- the group or set of cards played and won in one round.
- a point or scoring unit.
- a card that is a potential winner.Compare honor trick.
- a prostitute's customer.
- a sexual act between a prostitute and a customer.
- a preliminary sketch of a coat of arms.
- engraver's trick.
verb (used with object)
verb (used without object)
Origin of trick
Synonyms for trick
Related Words for trickingmislead, victimize, cheat, swindle, con, dupe, bamboozle, deceive, hoodwink, defraud, delude, flimflam, rook, screw, gull, hoax, outwit, hocus-pocus, trap, fake
Examples from the Web for tricking
Contemporary Examples of tricking
This can be associated with the idea of the dead as tricking those and hurting those who have hurt them.Joseph Campbell on the Roots of Halloween
October 31, 2014
Riley eventually secured freedom for his men by tricking a slave-owner.Six Greatest Acts of Human Endurance
November 6, 2013
Historical Examples of tricking
Once more, Polyphme, you are tricking, you seek all sorts of evasions.A Romance of the West Indies
She's a brick, and I feel so guiltily aware of tricking her.Jane Journeys On
Ruth Comfort Mitchell
How she had played with him, tricking him, fooling him, outwitting him—and yet loving him.The Rider of Waroona
He is tricking me, I do believe; and to-day too, just when I was so dull and lonely.The Cuckoo Clock
Or else this was their way of tricking him into talking freely.The Saracen: The Holy War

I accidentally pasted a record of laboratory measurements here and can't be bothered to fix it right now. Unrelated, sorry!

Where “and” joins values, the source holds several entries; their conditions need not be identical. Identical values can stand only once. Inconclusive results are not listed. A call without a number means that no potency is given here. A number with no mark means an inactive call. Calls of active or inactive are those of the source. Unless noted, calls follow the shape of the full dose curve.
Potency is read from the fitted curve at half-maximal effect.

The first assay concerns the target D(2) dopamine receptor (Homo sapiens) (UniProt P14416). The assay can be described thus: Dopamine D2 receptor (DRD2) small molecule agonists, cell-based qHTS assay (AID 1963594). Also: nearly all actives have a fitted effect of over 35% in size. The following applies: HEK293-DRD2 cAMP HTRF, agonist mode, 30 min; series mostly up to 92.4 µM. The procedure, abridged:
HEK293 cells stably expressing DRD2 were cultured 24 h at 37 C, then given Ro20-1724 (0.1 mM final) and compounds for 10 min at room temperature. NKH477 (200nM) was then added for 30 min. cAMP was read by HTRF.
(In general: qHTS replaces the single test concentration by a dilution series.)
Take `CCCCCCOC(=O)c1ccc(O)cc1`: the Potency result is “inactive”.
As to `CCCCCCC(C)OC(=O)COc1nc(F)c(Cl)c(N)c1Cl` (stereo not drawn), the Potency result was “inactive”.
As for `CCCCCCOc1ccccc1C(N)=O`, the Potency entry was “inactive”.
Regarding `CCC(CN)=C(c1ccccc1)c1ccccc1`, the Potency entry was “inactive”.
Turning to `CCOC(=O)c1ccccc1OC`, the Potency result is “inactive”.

- a mischievous, malicious, or humorous action or plan; jokethe boys are up to their tricks again
- (as modifier)a trick spider
- a batch of cards containing one from each player, usually played in turn and won by the player or side that plays the card with the highest value
- a card that can potentially win a trick
Word Origin for trick
early 15c., "a cheat, a mean ruse," from Old North French trique "trick, deceit, treachery, cheating," from trikier "to deceive, to cheat," variant of Old French trichier, probably from Vulgar Latin *triccare, from Latin tricari "be evasive, shuffle," from tricæ "trifles, nonsense, a tangle of difficulties," of unknown origin.
Meaning "a roguish prank" is recorded from 1580s; sense of "the art of doing something" is first attested 1610s. Meaning "prostitute's client" is first attested 1915; earlier it was U.S. slang for "a robbery" (1865). Trick-or-treat is recorded from 1942.
1590s, from trick (v.). Related: Tricked; tricking. An earlier sense of "to dress, adorn" (c.1500) is perhaps a different word entirely.
In addition to the idioms beginning with trick
- trick or treat
- trick out
- tricks of the trade
- bag of tricks
- confidence game (trick)
- dirty tricks
- do the trick
- hat trick
- how's tricks
- not miss a trick
- teach an old dog new tricks
- that does it (the trick)
- turn a trick
- up to one's old tricks